The Peanuts Movie is a love letter to the beloved franchise. Apart from the original Ice Age, The Peanuts Movie would easily be my favorite movie from Blue Sky Animation. Similar to the equally faithful Horton Hears a Who!, The Peanuts Movie managed to stay faithful to the original comic strips by Charles M. Schulz. It helps that his son and grandson personally developed the movie not long after he passed away. It’s refreshing to see a classic franchise adaptation that doesn’t throw in pop culture references, modern technology, or any unwanted new characters. The Peanuts Movie is rated G, because it doesn’t feel the need to degrad the source material with crude jokes or potty humor. While they couldn’t help but make it computer animated, Schulz’s hand drawn style is maintained in a clever way. My brother and I saw the movie in theaters with a big smile on our faces. Although they haven’t watched most Blue Sky movies, our parents were just as pleased to watch it.

The Peanuts Movie is pure nostalgia with a simple story that touches on almost every aspect of Peanuts history. Most of the movie takes place during wintertime in order to pay homage to A Charlie Brown Christmas. Charlie Brown tries to be a winner, but faces all of his biggest insecurities. Trying to fly a kite and failing at baseball happen early on, but attempting to kick a football is saved for a mid-credits scene. His biggest struggle is trying to get the Little Red-Haired Girl to notice him. It’s a sweet love story that finally gets her to speak and show her face. Fortunately the unseen adults are back to speaking through a trombone. The entire Peanuts gang has time to shine and show off their defining traits. Noah Schnapp captures Charlie Brown 1 year before making a name for himself on Stranger Things. Linus carries his blanket and always has something insightful to say. Lucy continues to put Charlie Brown down and give him unhelpful advice from her psychiatry stand.

Sally spends most of her time wanting to be a cowgirl. Peppermint Patty is the lazy tomboy she always is and Marcie is not too far behind as her smarter sidekick. Schroeder’s piano playing is given special treatment as part of the 20th Century Fox theme. Pig-Pen causes a mess wherever he goes and Franklin has a lot of screen time since he’s the only diverse character. Violet and Patty are also around in a supporting role. Equal attention is given to frequent scene stealer Snoopy and his buddy Woodstock. They have an entire subplot devoted to Snoopy writing about the World War I Flying Ace and his enemy the Red Baron. Snoopy’s love interest Fifi and his entire family are all part of it. The Peanuts Movie weaves together many classic storylines like a talent show, dance, or book report. Although Charlie Brown believes he’s a blockhead, it’s always heartwarming to see his friends root for him when he wins. Blue Sky is the only studio I know that can take a wonderful idea like The Peanuts Movie and turn it into a success.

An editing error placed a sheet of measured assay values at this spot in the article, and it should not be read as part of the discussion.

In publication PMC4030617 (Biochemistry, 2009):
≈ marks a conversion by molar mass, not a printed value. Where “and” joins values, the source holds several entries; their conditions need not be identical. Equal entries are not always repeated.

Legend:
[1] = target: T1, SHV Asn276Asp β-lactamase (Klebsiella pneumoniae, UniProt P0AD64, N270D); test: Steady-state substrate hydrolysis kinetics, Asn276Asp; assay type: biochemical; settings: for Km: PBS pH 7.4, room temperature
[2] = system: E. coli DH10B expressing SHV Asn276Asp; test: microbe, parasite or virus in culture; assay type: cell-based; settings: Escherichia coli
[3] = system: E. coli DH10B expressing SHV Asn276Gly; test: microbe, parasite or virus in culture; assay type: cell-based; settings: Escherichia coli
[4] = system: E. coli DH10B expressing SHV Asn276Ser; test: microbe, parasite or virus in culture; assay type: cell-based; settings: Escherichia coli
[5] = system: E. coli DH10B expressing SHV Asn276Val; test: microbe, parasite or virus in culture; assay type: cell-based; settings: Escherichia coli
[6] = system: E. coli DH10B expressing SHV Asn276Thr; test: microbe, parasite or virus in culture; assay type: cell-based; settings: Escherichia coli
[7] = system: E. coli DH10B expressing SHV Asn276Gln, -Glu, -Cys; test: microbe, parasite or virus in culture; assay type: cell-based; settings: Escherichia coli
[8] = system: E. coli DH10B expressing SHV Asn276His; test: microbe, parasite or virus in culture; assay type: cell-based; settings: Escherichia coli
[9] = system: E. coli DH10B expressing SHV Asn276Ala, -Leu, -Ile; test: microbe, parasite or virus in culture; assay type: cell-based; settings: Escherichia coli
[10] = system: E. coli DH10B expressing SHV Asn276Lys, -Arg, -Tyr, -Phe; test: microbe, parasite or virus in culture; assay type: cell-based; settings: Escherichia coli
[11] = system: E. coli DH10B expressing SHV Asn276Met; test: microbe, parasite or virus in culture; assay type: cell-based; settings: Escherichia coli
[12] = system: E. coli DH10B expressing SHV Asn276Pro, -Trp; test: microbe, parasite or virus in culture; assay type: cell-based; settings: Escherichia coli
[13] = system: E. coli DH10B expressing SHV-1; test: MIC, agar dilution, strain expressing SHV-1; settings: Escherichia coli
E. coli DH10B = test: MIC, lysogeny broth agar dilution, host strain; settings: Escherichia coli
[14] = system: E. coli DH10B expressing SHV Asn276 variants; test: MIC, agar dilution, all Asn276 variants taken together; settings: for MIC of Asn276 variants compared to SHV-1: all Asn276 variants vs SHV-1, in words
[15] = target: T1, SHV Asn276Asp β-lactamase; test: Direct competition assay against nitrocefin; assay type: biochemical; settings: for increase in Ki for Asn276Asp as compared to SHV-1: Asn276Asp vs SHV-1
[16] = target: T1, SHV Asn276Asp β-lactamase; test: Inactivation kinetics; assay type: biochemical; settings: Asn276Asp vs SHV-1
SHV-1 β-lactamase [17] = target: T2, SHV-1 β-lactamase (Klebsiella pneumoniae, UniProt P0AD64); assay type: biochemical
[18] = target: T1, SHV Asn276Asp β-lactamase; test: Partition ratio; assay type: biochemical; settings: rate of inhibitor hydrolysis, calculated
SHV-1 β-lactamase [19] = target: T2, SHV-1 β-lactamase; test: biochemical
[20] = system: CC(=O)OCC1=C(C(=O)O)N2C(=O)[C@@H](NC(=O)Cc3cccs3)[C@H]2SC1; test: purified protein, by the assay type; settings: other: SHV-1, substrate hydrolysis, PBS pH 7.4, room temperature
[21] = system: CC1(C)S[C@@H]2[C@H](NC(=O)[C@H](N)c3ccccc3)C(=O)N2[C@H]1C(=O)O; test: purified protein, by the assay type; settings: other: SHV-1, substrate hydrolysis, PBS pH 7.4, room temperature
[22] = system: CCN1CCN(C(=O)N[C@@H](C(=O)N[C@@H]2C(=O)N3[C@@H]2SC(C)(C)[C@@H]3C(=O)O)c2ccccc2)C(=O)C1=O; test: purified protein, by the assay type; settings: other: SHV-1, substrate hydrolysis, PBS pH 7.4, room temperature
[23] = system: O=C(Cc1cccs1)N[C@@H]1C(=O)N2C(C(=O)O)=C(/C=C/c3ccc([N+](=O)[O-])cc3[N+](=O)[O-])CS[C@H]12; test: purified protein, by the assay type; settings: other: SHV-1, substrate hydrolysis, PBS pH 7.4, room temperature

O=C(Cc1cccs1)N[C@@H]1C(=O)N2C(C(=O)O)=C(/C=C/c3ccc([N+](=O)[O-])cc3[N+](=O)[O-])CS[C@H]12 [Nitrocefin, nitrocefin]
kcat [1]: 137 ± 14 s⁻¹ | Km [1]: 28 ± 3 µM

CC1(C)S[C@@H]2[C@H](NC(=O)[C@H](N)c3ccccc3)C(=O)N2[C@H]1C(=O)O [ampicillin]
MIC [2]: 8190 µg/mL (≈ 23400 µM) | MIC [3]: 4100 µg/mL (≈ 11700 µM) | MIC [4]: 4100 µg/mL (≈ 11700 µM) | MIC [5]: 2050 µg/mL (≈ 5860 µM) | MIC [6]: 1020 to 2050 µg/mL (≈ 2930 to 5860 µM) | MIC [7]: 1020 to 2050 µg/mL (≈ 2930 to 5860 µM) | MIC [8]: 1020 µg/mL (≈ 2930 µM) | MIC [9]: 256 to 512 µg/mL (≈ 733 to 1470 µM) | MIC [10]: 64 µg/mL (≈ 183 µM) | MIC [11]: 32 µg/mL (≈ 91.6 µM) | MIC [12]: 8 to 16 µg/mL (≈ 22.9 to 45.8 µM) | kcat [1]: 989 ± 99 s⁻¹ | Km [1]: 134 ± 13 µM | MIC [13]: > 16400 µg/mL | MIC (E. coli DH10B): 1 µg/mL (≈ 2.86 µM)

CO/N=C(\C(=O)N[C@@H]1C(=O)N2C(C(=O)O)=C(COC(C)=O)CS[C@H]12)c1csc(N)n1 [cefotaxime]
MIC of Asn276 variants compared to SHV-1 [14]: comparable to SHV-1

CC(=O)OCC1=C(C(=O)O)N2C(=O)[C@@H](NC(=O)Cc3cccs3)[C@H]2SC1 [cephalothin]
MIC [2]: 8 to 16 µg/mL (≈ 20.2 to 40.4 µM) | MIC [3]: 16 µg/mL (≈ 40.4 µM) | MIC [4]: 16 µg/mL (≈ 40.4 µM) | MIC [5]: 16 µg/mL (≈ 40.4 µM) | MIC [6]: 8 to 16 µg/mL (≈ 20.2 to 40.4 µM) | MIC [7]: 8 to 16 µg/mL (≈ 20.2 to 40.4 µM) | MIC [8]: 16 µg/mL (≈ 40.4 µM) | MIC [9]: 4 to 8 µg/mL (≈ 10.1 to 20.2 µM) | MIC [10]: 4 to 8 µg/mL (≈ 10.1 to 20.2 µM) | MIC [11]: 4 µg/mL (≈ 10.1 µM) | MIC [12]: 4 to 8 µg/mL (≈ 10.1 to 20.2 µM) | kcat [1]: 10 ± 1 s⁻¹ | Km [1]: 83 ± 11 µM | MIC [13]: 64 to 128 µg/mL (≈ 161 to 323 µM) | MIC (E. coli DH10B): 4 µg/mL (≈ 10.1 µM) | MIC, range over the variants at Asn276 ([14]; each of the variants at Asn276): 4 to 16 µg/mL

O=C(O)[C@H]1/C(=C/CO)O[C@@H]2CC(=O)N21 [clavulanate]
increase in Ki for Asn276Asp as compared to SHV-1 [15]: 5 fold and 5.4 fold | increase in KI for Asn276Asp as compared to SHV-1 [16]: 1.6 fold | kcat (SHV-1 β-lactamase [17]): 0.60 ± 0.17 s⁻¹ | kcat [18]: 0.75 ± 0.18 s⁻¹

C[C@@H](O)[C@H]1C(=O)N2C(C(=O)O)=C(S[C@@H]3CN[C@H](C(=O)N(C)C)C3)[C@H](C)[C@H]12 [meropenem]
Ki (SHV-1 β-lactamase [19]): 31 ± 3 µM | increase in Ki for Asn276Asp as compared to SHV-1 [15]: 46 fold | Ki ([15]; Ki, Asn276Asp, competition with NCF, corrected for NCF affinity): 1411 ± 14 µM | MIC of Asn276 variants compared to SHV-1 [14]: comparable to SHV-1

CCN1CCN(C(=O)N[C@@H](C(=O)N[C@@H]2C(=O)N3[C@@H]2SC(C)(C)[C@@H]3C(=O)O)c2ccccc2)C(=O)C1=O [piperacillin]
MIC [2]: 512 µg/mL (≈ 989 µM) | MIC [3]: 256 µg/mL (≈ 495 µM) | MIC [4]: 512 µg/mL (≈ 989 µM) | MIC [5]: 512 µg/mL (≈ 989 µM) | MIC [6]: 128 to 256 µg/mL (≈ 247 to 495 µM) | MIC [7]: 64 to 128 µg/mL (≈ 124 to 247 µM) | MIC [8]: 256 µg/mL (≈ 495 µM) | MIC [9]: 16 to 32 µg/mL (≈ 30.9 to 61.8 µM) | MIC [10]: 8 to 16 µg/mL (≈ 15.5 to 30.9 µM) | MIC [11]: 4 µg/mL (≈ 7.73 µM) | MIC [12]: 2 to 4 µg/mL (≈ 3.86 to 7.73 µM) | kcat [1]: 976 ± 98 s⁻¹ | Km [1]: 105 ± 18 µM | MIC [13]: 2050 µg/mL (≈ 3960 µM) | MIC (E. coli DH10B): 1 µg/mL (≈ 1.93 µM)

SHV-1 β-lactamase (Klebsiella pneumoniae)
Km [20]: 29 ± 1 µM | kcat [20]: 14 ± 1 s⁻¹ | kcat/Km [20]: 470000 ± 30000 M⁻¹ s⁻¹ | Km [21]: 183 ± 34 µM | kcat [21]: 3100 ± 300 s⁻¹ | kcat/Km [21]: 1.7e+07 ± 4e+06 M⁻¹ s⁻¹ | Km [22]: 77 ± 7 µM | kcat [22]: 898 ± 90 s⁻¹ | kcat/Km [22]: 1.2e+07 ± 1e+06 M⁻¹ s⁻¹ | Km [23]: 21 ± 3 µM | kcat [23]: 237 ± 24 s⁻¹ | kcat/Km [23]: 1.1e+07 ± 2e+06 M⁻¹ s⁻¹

11. The Peanuts Movie

The Peanuts celebrate Charlie Brown

You Blockhead!

Bon Voyage, Charlie Brown (and Don’t Come Back!!) took the titular blockhead halfway round the world. Like Race for Your Life, Charlie Brown, I’ve seen the movie advertised many times on my Rugrats VHS tapes. It was the final Peanuts movie released in Charles M. Schulz’s lifetime. Bon Voyage, Charlie Brown (and Don’t Come Back!!) is a personal story partly based on the creator’s life experience in France. Charlie Brown, Linus, Peppermint Patty, and Marcie travel to England and France for a foreign exchange program.

Charlie Brown deals with questions of who sent him a letter, Linus looks out for him, Peppermint Patty is overconfident as usual, and Marcie speaks enough French to get by. Meanwhile, Snoopy and Woodstock enjoy the finer parts of the country. Including a brief stay at Wimbledon. The animation is more cinematic and atmospheric than anything else in the franchise. The movies did evolve overtime, but the 80’s were a weird time for the Peanuts.